Metabones designs, manufactures and sells quality camera adapters and related camera accessories. Metabones has its own design team based in Japan and Hong Kong, and also has its own production line in China. As a camera accessories specialist, Metabones is known for its unique designs, workmanship and reliability. By consulting and collaborating with users of different brands such as Leica, Carl Zeiss, Haselblad, Nikon user, we gain an in-depth understanding of what the user needs. We conduct a lot of experimentation to enhance and perfect our designs. Metabones will never stop its insatiable drive to improve our products and ensure user satisfaction.

Mythbuster Adam Savage geeks out over the Metabones Speed Booster, is it a myth waiting to be busted?

Adam's describes himself as an 'avid amateur mediocre photographer' and his main camera is a Canon 5D Mark III used with a hoard of Canon prime lenses, but this time he talks mostly about his Sony NEX cameras and the Metabones Speed Booster NEX to EF lens adapter, and how his mind got blown to pieces when he realized what it does-and that it works:

"Adam and Norm talk about photography as a hobby and review the Metabones Speed Booster, a new lens adapter connects Canon full-frame lenses to Sony's compact cameras. With side-by-side photo comparisons, we show why this is a piece of hardware that is very exciting for Adam's needs."

Metabones Speed Booster first impressions at DPReview: "Image quality is very impressive, with results that compare exceptionally well against a full frame sensor. You do pay a small price in terms of corner softness and CA."

This evaluation by the Diallo & Butler duo focuses more on stills photography rather than video, and this is why we like it. Nice explanation of the focal reducer technology, and with/without the SpeedBooster adapter side-by-side pics. . . . read more

Metabones Speed booster on a Fuji X-Pro1 with some Leica Glass and a lot of shake, by Daniele Cametti Aspri at (of course) SteveHuff.com

​I believe there is something special about the crowd of photographers posting at SteveHuff.com. I will not delve into the kind of 'special' I'm reffering to, but, in any case, here's a review-or more properly, user experience, with the Metaboners Speed Booster mounted on the Fujifilm X-Pro1 and used with a bunch of (of course) Leica lenses: Leica R Elmarit 19 /2.8, Summicron 35/2, Summicron 50/2 and a Summicron 90/2. Daniele does not go into the very specifics of image quality issues, So I tried to pixel-peep the mostly blurred and noisy pictures she provides with the review, and came out empty handed. And then, there's the Colombus egg:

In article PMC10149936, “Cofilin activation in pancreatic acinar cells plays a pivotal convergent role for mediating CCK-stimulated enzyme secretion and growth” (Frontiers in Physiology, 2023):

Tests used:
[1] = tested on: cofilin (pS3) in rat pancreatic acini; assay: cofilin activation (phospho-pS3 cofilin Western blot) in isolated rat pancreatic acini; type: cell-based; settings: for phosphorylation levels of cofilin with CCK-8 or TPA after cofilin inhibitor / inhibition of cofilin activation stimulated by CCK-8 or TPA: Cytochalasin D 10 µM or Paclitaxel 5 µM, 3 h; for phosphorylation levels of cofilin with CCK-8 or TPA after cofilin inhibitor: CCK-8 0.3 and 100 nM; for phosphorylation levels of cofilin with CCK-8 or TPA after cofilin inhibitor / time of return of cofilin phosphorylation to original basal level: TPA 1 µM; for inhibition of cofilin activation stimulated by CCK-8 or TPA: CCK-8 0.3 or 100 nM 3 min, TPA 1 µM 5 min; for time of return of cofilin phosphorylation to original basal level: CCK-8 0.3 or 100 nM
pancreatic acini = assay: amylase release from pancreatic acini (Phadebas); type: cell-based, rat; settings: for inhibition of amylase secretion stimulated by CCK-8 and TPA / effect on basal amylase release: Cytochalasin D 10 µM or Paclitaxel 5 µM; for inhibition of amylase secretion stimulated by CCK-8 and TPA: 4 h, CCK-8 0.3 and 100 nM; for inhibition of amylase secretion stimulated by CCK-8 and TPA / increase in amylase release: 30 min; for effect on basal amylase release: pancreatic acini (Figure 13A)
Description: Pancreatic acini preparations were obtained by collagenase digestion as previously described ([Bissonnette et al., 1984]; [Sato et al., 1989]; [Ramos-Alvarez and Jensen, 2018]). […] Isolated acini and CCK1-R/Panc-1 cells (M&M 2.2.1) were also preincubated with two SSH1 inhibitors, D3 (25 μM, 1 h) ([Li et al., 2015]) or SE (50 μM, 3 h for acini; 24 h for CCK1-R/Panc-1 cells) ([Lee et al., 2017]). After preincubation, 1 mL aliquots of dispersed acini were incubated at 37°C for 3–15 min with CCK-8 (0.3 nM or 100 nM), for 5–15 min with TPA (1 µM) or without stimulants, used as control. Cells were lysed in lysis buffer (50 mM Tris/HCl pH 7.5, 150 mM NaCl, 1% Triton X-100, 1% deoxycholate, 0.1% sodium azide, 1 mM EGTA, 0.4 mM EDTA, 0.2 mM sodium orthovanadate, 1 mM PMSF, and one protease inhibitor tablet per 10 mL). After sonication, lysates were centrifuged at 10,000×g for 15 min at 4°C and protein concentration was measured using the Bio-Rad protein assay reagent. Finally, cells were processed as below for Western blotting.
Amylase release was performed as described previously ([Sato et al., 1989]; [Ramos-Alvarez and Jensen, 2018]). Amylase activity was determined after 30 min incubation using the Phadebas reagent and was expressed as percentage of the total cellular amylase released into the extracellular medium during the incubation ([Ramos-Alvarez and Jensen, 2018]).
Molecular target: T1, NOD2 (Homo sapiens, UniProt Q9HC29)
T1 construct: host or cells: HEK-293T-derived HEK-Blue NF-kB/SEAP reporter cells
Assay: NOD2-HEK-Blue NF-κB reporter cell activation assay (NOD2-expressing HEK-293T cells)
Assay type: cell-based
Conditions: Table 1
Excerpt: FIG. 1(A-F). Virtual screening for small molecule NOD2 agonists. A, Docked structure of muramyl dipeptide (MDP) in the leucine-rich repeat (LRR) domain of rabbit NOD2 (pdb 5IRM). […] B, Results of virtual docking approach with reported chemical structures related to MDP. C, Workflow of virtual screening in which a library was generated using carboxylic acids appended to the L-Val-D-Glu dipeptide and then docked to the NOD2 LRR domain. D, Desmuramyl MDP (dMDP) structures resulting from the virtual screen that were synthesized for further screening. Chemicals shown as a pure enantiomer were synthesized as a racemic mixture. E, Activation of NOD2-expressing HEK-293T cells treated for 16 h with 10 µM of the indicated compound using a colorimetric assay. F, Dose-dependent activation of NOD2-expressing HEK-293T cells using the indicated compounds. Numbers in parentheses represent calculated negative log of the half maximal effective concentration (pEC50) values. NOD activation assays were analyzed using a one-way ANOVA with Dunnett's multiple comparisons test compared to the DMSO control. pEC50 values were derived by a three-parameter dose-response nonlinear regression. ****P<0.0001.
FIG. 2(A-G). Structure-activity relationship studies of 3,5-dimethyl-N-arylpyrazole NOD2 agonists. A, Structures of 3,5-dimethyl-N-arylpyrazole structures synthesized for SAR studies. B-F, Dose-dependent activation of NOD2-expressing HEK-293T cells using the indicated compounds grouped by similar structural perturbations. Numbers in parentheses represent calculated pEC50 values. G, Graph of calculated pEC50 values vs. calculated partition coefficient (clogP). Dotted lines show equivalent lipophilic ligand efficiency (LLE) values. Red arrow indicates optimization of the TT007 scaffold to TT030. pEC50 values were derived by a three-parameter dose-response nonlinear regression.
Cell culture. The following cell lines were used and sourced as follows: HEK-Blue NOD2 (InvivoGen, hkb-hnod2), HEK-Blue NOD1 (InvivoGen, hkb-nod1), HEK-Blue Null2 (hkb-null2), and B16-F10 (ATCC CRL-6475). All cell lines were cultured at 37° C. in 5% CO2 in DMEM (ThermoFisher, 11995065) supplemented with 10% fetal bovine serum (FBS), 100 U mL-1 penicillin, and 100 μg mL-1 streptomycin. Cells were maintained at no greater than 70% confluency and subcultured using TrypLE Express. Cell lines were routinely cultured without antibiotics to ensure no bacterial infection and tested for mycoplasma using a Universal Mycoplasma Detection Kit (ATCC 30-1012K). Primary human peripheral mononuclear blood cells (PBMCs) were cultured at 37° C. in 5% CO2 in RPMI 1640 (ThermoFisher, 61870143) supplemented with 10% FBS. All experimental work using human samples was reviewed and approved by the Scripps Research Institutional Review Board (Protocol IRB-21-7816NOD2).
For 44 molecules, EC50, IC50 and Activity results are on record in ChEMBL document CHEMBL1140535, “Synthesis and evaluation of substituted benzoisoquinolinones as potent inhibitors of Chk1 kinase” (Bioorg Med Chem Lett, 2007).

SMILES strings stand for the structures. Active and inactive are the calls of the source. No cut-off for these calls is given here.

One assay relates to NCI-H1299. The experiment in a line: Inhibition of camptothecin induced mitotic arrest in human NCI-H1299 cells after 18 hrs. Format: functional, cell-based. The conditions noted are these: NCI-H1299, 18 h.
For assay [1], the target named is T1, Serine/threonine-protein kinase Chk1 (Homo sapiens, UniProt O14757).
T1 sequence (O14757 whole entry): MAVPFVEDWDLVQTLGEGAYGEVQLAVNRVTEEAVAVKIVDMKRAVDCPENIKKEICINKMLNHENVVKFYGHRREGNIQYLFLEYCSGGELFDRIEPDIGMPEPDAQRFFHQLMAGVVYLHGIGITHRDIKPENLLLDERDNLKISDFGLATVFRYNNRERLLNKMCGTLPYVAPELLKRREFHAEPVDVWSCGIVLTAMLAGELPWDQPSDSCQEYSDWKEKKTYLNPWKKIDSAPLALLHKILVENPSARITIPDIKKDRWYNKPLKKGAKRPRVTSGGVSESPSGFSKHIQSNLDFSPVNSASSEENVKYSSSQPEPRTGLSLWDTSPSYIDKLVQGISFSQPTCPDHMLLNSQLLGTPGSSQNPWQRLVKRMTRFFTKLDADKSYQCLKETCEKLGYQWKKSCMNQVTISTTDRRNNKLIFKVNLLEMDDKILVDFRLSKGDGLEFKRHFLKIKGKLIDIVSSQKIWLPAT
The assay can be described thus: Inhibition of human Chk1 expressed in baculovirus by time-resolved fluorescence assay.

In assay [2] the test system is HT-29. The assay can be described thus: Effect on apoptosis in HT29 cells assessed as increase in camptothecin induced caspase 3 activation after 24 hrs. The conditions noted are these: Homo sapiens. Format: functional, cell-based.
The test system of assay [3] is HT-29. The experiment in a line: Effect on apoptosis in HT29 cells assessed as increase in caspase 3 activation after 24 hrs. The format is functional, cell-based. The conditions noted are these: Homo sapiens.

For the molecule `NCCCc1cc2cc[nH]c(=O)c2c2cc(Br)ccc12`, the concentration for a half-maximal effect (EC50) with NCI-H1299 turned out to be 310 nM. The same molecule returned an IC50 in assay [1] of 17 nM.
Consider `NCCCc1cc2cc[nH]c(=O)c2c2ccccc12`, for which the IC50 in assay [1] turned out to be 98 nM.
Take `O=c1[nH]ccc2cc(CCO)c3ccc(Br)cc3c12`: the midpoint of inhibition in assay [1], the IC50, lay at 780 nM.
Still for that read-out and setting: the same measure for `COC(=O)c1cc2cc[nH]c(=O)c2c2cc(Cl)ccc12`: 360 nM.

"But last night when I saw the Metabones Speed Booster ad everything was so clear. It is a Columbus egg! If you cannot have a full sensor size why don’t you reduce the image circle of a full frame lens to an aps c size sensor? The effects are . . . read more

Roger Cicala tests the Metabones Speed Booster Adapter: It is more suited for video than photography, but it works, like Magic.

Hooray, a Speed-Booster review made for photographers! So, how did it do? As Roger found out, there are good news, but also bad ones:

"I think it was pretty obvious that I came armed for battle, ready to slam this product as some marketing overhype. I was wrong less correct than I might have been. The Speed Booster does what they claimed it would do, much to my shock and surprise. It creates a wider-angle, greater aperture lens while retaining resolution and acutance. It does increase astigmatism a bit, although I doubt this will cause anyone problems unless someone is trying to shoot landscape . . . read more

A Metabones Speed Booster full review at EosHD: If this adapter does not send shock waves through the camera industry I don’t know what will.

The kind of, outlandish claims of the Speed Booster makers, seem to be confirmed by yet another review, with phrases like this "You will not find a wide angle (24mm equiv.) F1.0 anywhere on the market. Yet suddenly here you are shooting with one on a crop sensor!!" and this: "Your NEX 7 becomes a ‘NEX 9′ full frame Canon mount mirrorless camera."
Eos HD tested the Sony NEX to Canon EF lens mount adapter version of the SpeedBooster:

"Because full frame is a ‘premium’ photography product, the Japanese corporate machine has been mindful of limiting supply of full frame cameras in order to maintain inflated prices and margins. We waited a long time for the D800 and 5D Mark III and it is only now in 2013 that for the first time we have two ‘affordable’ full frame DSLRs with stripped down features – the D600 and 6D. Neither do very good video. So to have that full frame look when I need it on my Sony video camera is a real blessing. . . . read more

Using Adapted Lenses On Your Mirrorless Cameras, by Chris Gampat at Digital Camera Stuff.